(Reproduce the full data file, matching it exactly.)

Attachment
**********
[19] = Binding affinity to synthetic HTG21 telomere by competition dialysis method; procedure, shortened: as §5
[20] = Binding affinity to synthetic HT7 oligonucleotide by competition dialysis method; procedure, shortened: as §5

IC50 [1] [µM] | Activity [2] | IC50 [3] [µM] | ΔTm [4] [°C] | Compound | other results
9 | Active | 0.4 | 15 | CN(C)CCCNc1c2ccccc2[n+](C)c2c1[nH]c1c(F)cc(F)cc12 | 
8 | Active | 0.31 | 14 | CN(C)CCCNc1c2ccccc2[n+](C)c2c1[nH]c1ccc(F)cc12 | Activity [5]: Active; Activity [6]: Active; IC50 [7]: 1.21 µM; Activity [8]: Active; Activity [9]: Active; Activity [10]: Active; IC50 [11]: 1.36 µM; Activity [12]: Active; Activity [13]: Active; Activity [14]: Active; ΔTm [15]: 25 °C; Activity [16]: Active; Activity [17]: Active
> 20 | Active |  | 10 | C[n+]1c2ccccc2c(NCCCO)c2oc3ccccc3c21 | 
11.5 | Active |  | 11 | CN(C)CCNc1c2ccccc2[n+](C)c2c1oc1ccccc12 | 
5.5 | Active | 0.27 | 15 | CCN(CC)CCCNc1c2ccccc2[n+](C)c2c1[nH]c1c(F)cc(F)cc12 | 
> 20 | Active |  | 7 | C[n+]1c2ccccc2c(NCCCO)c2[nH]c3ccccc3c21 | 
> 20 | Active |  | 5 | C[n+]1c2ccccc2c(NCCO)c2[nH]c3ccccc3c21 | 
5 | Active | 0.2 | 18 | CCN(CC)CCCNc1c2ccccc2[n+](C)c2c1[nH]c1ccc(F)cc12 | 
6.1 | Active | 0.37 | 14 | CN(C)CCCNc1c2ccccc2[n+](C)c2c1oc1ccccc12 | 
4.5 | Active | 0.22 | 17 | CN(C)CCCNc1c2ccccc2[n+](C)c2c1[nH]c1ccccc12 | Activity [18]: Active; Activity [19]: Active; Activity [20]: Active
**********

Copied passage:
[19] = Binding affinity to synthetic HTG21 telomere by competition dialysis method; procedure, shortened: as §5
[20] = Binding affinity to synthetic HT7 oligonucleotide by competition dialysis method; procedure, shortened: as §5

IC50 [1] [µM] | Activity [2] | IC50 [3] [µM] | ΔTm [4] [°C] | Compound | other results
9 | Active | 0.4 | 15 | CN(C)CCCNc1c2ccccc2[n+](C)c2c1[nH]c1c(F)cc(F)cc12 | 
8 | Active | 0.31 | 14 | CN(C)CCCNc1c2ccccc2[n+](C)c2c1[nH]c1ccc(F)cc12 | Activity [5]: Active; Activity [6]: Active; IC50 [7]: 1.21 µM; Activity [8]: Active; Activity [9]: Active; Activity [10]: Active; IC50 [11]: 1.36 µM; Activity [12]: Active; Activity [13]: Active; Activity [14]: Active; ΔTm [15]: 25 °C; Activity [16]: Active; Activity [17]: Active
> 20 | Active |  | 10 | C[n+]1c2ccccc2c(NCCCO)c2oc3ccccc3c21 | 
11.5 | Active |  | 11 | CN(C)CCNc1c2ccccc2[n+](C)c2c1oc1ccccc12 | 
5.5 | Active | 0.27 | 15 | CCN(CC)CCCNc1c2ccccc2[n+](C)c2c1[nH]c1c(F)cc(F)cc12 | 
> 20 | Active |  | 7 | C[n+]1c2ccccc2c(NCCCO)c2[nH]c3ccccc3c21 | 
> 20 | Active |  | 5 | C[n+]1c2ccccc2c(NCCO)c2[nH]c3ccccc3c21 | 
5 | Active | 0.2 | 18 | CCN(CC)CCCNc1c2ccccc2[n+](C)c2c1[nH]c1ccc(F)cc12 | 
6.1 | Active | 0.37 | 14 | CN(C)CCCNc1c2ccccc2[n+](C)c2c1oc1ccccc12 | 
4.5 | Active | 0.22 | 17 | CN(C)CCCNc1c2ccccc2[n+](C)c2c1[nH]c1ccccc12 | Activity [18]: Active; Activity [19]: Active; Activity [20]: Active